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View the Address Resolution Protocol (ARP) cache

Updated: January 21, 2005

Applies To: Windows Server 2003, Windows Server 2003 R2, Windows Server 2003 with SP1, Windows Server 2003 with SP2

To view the Address Resolution Protocol (ARP) cache

  1. Open Command Prompt.

  2. At the command prompt, type arp -a.

    For example, if you recently used the ping command to test and verify connectivity from this computer to a host computer at IP address 10.0.0.99, the ARP cache displays the following entry:

    
    Interface: 10.0.0.1 on Interface 0x1
      Internet Address      Physical Address      Type
      10.0.0.99             00-e0-98-00-7c-dc     dynamic
    
    
    In this example, the cache entry indicates that the remote host computer at 10.0.0.99 resolved to a media access control address of 00-e0-98-00-7c-dc assigned in the network adapter hardware of the remote computer. The media access control address is the address that your computer used to physically communicate with this remote TCP/IP host on your network.

Notes

  • To open a command prompt, click Start, point to All programs, point to Accessories, and then click Command prompt.

  • To minimize ARP broadcast traffic on your network, a cache of hardware-to-software address mappings is maintained for future use. This cache contains the following two types of entries:

    • Dynamic ARP cache entries

      These entries are added and deleted automatically during normal use of TCP/IP sessions with remote computers. Dynamic entries age and expire from the cache if not reused within 2 minutes. If a dynamic entry is reused within 2 minutes, it may remain in the cache and age up to a maximum cache life of 10 minutes before being removed or requiring cache renewal by using the ARP broadcast process.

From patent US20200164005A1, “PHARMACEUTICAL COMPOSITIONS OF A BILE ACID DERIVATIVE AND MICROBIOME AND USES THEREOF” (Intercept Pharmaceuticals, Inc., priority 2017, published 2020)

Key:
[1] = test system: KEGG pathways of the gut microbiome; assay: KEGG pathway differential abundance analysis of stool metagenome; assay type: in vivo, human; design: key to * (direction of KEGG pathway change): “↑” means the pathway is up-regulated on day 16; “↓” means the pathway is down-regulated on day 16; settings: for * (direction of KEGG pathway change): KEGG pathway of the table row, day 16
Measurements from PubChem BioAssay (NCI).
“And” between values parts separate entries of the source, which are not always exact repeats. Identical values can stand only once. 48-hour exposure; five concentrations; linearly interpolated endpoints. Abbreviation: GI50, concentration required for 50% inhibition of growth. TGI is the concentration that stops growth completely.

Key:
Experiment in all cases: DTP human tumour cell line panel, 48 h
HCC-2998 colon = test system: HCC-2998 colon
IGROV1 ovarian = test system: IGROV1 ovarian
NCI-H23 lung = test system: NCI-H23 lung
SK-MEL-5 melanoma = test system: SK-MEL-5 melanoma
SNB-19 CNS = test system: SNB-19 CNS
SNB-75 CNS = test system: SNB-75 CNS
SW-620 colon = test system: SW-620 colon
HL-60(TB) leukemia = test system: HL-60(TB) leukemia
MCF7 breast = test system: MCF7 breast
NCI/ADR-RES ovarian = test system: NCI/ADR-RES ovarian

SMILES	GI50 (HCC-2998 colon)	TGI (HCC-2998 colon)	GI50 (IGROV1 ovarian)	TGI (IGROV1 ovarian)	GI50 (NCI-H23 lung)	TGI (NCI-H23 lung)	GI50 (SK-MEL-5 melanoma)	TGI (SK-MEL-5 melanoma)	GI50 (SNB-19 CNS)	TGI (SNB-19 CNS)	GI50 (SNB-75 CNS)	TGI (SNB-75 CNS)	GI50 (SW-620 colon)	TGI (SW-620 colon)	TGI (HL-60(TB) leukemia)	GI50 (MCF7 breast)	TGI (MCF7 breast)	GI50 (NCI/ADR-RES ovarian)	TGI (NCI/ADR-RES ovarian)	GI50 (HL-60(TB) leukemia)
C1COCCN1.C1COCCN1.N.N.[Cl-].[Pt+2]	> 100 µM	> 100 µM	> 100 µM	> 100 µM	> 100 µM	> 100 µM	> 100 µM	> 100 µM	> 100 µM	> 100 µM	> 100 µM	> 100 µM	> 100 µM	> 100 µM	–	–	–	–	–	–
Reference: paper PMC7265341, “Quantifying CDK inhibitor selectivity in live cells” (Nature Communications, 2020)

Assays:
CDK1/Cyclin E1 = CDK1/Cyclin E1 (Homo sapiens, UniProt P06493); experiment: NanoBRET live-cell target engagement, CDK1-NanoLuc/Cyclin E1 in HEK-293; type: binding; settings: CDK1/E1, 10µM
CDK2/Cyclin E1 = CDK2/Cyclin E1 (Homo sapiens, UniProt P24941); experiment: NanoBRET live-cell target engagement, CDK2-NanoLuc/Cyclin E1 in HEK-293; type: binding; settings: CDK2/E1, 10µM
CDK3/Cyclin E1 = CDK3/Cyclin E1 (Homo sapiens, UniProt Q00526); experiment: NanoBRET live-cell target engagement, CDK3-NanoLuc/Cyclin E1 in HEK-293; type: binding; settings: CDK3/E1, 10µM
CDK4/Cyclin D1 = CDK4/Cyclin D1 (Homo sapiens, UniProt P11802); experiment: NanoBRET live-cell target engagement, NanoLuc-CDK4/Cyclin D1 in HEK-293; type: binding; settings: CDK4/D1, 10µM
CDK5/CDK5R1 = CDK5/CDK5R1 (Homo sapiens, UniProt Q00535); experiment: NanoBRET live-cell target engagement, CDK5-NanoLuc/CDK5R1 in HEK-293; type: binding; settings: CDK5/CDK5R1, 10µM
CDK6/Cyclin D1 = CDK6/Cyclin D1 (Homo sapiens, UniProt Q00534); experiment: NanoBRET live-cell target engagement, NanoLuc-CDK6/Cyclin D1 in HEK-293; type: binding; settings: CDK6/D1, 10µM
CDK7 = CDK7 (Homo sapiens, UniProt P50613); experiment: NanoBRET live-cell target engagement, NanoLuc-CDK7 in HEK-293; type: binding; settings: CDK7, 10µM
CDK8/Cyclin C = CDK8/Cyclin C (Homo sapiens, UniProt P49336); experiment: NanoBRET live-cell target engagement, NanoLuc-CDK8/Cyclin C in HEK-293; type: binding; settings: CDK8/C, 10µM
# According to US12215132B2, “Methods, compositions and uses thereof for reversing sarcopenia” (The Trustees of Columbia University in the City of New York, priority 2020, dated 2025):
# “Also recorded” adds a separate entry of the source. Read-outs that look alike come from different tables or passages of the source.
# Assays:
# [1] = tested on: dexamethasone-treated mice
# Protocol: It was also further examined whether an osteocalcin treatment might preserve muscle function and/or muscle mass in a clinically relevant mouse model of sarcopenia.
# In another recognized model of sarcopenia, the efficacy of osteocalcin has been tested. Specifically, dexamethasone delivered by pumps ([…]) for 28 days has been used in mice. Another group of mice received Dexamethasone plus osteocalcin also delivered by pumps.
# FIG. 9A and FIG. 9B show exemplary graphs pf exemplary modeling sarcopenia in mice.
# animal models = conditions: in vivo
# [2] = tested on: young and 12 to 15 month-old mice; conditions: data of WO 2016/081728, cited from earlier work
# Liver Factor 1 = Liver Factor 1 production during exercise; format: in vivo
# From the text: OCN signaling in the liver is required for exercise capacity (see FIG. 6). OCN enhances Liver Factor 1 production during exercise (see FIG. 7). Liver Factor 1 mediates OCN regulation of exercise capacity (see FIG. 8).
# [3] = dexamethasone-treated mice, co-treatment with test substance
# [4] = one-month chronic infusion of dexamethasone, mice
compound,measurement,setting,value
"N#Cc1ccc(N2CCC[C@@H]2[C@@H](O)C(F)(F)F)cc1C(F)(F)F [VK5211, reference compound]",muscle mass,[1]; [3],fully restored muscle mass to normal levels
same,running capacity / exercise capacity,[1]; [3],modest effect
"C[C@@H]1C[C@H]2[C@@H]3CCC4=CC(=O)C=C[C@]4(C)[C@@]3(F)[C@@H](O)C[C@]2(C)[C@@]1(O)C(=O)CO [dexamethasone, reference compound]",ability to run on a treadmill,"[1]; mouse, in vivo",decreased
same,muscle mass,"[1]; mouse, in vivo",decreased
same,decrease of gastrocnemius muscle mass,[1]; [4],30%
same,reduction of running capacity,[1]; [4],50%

• Static ARP cache entries

      These entries are added manually by using the arp command with the -s option. Static entries remain in the ARP cache until either the computer is restarted, or the interface is reinitiated. Examples of some of the events that cause an interface to be reinitiated are:

  1. The interface is Disabled, and then Enabled.

  2. The Repair feature is used.

  3. The commands ipconfig /release and ipconfig /renew are given.

  4. The computer awakes from a suspend or hibernation state.

  5. You removed and replugged a network cable or moved a computer out of and back into wireless range.

  6. ARP cache entries can be deleted manually by using the arp command with the -d option.

    Example: arp -d 192.168.0.1
    Removes ARP mappings for 192.168.0.1 on all interfaces.
    

Information about functional differences

  • Your server might function differently based on the version and edition of the operating system that is installed, your account permissions, and your menu settings. For more information, see Viewing Help on the Web.

See Also

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